The Twenty-First Sunday of Ordinary Time

Luke 17:20-37

The Coming of the Kingdom

The Second Coming of our Lord Jesus Christ is one of the most comforting doctrines of Scripture and foundational to any understanding of the Christian faith.  I do not say that everyone must know everything that pertains to this doctrine, and there are many details on which we may disagree, but that our Lord shall return – that is a non-negotiable teaching of the Christian faith.

So some Pharisees ask Jesus “when the Kingdom of God would come?”  Why they asked, we don’t know, but it was a relevant question given that the Kingdom was what Jesus spoke most about.  Now before Jesus starts talking about his return, he tells us something important.  His answer to the Pharisees was, “The Kingdom of God is not coming with signs to be observed, nor will they say, ‘Look, here it is!’ or ‘There!’ for behold, the Kingdom of God is in the midst of you.”  This is all to say that in our Lord’s life, ministry, death, and resurrection, and then the coming of the Holy Spirit on the Day of Pentecost – this is all to say that the Kingdom of God is a present reality.  We are at this moment “a chosen race, a royal priesthood, a holy nation, a people for His own possession” (1 Peter 2:9).  And we need to realize this and rejoice in that knowledge.  When Jesus speaks of the Kingdom as a grain of mustard seed, or a hidden treasure, or a pearl of great price, or any number of things, he is speaking of the Kingdom as it is now in this world, and of us as citizens of it (Ephesians 2:19).  So let us praise the Lord for the blessings He has bestowed on us this day.

But then he tells his disciples that the time will come when they “will desire to see one of the days of the Son of Man” (Jesus’ favorite self-designation), but would not see it.  Why?  Because he must suffer and die, first.  And we share this same desire, do we not?  Do not our hearts long for his coming?  Do we not wish for our translation away from this world into his glory (1 Thessalonians 4:17-18)?  But he warns us not to be deceived by those who say that he has already come or who know the date.  His coming will be like a flash of lightning across the heavens.  And it will not be expected: It will be like the day when Noah entered the ark, or when God destroyed Sodom – people were buying, selling, eating, drinking, and, of course, sinning.  Two will be working or walking together; one will be taken, the other left.  And what will be left of the earth will be all death and destruction as Judgment Day arrives and God’s Son and His people finally vindicated.  So the Kingdom is both a present reality which we experience in the down-payment of the Holy Spirit, but which also awaits its future coming in all its fullness.  Rejoice!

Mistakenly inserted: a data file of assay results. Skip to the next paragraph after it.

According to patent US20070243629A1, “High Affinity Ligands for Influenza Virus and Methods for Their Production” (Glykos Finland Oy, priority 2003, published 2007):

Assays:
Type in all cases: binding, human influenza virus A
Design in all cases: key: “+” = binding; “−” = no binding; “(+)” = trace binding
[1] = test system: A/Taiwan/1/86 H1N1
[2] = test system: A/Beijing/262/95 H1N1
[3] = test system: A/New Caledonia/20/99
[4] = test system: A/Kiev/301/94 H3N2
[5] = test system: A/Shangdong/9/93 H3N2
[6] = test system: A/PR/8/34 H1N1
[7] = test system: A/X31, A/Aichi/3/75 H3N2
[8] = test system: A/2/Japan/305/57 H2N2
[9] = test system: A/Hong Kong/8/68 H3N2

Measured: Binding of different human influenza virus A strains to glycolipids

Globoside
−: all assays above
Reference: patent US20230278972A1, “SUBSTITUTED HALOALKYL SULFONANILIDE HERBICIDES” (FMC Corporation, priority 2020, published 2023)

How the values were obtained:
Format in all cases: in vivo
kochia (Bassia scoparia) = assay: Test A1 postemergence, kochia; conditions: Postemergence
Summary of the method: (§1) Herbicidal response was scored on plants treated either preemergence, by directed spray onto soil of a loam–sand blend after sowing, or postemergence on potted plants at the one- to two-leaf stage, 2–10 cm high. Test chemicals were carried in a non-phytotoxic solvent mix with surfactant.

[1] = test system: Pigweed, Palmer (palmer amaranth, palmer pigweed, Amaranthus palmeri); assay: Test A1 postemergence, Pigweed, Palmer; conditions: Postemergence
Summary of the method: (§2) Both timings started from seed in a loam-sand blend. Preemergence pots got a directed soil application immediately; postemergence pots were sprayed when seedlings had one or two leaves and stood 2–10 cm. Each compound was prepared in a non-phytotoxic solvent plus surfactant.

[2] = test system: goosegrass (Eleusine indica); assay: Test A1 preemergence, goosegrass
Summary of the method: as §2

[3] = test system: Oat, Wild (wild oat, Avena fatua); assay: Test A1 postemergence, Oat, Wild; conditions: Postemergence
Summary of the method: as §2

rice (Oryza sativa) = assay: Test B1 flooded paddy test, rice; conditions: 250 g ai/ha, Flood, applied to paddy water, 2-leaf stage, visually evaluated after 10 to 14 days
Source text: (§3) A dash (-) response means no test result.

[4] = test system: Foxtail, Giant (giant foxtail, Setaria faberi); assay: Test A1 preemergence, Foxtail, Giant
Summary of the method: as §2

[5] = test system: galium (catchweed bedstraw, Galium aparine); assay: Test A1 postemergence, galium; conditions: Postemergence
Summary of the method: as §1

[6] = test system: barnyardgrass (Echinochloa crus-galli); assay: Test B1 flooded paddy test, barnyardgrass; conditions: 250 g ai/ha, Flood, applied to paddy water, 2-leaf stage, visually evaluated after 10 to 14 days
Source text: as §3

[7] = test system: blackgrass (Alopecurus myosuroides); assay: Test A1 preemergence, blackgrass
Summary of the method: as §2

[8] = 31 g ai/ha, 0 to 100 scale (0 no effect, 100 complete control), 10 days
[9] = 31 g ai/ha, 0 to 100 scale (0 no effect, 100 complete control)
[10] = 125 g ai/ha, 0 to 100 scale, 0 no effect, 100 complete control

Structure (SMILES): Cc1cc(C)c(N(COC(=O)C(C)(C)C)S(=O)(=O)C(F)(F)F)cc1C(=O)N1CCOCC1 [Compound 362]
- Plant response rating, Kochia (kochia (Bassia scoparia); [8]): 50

Author: The Reformed Baptist

My name is Stephen Taylor, ordained Baptist minister of eighteen years pastoral experience with a Ph.D. in Historical Theology from Southwestern Baptist Theological Seminary in Fort Worth, Texas. Better than that, I am married to a godly woman, Karla, who has been very patient with me since 1989. I have two daughters, both of whom I homeschooled for extended periods of time, who became godly young women, and who ran off and married godly young men, all of which is very proper. The oldest daughter has even seen fit to bless me with a grandson and a granddaughter, and my youngest daughter with a grandson, all three of whom are bundles of exceeding joy. As you can see, I am quite blessed. This website is dedicated to helping people grow in the wisdom and knowledge of our Lord Jesus Christ through the gift of writing that the Lord has given to me. It is specifically about helping His people grow in godliness, the theme you see repeated above. I write devotions with this aim and hope that they might be of some help to God’s people. Full disclosure: I am of a Reformed bent, meaning that my understanding of Scripture is primarily informed by the Reformers and their successors of the sixteenth and seventeenth centuries. However, as a student of church history and theology, I strive to remain true to that teaching handed down once for all unto the saints through every age of the Church. I like to think of myself as a “catholic” Christian, as the Reformers thought of themselves. At any rate, feel free to read, pray, and contact me if you wish, or correct me if need be. As you can see, I tend to follow the church year. Of course, I make no special claims about these devotions. I know very well that others have written better and plumbed the depths of God’s word with greater insight. But if my musings help someone draw closer to the Lord, well then, I have my reward. Blessings to you and may the God and Father of our Lord and Savior Jesus Christ speak to you that word which He knows you especially need to hear. Grace & peace, Stephen Taylor

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